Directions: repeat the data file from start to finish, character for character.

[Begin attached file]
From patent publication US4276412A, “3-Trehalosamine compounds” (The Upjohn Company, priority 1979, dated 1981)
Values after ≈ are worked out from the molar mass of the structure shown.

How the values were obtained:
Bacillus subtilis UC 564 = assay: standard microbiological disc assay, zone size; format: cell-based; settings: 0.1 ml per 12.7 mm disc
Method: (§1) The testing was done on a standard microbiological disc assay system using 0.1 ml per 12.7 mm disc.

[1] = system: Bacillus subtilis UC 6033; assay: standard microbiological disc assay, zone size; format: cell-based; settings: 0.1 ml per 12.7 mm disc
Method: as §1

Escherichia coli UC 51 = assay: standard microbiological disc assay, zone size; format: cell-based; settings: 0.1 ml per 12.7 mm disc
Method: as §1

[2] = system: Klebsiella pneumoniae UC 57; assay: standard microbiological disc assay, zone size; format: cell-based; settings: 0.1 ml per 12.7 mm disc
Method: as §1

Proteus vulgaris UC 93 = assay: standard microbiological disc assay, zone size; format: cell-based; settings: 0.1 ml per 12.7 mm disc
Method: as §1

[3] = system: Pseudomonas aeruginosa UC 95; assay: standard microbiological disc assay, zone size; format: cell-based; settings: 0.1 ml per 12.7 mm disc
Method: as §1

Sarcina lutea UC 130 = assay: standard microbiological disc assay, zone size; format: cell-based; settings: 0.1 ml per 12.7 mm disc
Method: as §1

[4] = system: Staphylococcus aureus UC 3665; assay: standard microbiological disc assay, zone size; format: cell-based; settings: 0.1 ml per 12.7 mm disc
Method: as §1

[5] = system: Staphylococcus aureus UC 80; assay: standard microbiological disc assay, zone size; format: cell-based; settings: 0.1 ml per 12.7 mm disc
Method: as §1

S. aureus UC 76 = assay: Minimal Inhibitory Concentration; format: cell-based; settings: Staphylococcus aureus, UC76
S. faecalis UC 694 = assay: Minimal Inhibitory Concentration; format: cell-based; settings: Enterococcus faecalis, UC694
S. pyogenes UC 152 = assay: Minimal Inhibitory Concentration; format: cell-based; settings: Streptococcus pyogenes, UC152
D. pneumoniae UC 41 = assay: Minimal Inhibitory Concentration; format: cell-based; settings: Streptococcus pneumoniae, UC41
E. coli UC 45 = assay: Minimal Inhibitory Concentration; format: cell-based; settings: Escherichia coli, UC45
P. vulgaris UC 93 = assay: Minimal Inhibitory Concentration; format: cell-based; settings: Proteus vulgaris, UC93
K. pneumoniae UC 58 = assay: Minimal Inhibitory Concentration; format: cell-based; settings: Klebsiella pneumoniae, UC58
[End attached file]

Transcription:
From patent publication US4276412A, “3-Trehalosamine compounds” (The Upjohn Company, priority 1979, dated 1981)
Values after ≈ are worked out from the molar mass of the structure shown.

How the values were obtained:
Bacillus subtilis UC 564 = assay: standard microbiological disc assay, zone size; format: cell-based; settings: 0.1 ml per 12.7 mm disc
Method: (§1) The testing was done on a standard microbiological disc assay system using 0.1 ml per 12.7 mm disc.

[1] = system: Bacillus subtilis UC 6033; assay: standard microbiological disc assay, zone size; format: cell-based; settings: 0.1 ml per 12.7 mm disc
Method: as §1

Escherichia coli UC 51 = assay: standard microbiological disc assay, zone size; format: cell-based; settings: 0.1 ml per 12.7 mm disc
Method: as §1

[2] = system: Klebsiella pneumoniae UC 57; assay: standard microbiological disc assay, zone size; format: cell-based; settings: 0.1 ml per 12.7 mm disc
Method: as §1

Proteus vulgaris UC 93 = assay: standard microbiological disc assay, zone size; format: cell-based; settings: 0.1 ml per 12.7 mm disc
Method: as §1

[3] = system: Pseudomonas aeruginosa UC 95; assay: standard microbiological disc assay, zone size; format: cell-based; settings: 0.1 ml per 12.7 mm disc
Method: as §1

Sarcina lutea UC 130 = assay: standard microbiological disc assay, zone size; format: cell-based; settings: 0.1 ml per 12.7 mm disc
Method: as §1

[4] = system: Staphylococcus aureus UC 3665; assay: standard microbiological disc assay, zone size; format: cell-based; settings: 0.1 ml per 12.7 mm disc
Method: as §1

[5] = system: Staphylococcus aureus UC 80; assay: standard microbiological disc assay, zone size; format: cell-based; settings: 0.1 ml per 12.7 mm disc
Method: as §1

S. aureus UC 76 = assay: Minimal Inhibitory Concentration; format: cell-based; settings: Staphylococcus aureus, UC76
S. faecalis UC 694 = assay: Minimal Inhibitory Concentration; format: cell-based; settings: Enterococcus faecalis, UC694
S. pyogenes UC 152 = assay: Minimal Inhibitory Concentration; format: cell-based; settings: Streptococcus pyogenes, UC152
D. pneumoniae UC 41 = assay: Minimal Inhibitory Concentration; format: cell-based; settings: Streptococcus pneumoniae, UC41
E. coli UC 45 = assay: Minimal Inhibitory Concentration; format: cell-based; settings: Escherichia coli, UC45
P. vulgaris UC 93 = assay: Minimal Inhibitory Concentration; format: cell-based; settings: Proteus vulgaris, UC93
K. pneumoniae UC 58 = assay: Minimal Inhibitory Concentration; format: cell-based; settings: Klebsiella pneumoniae, UC58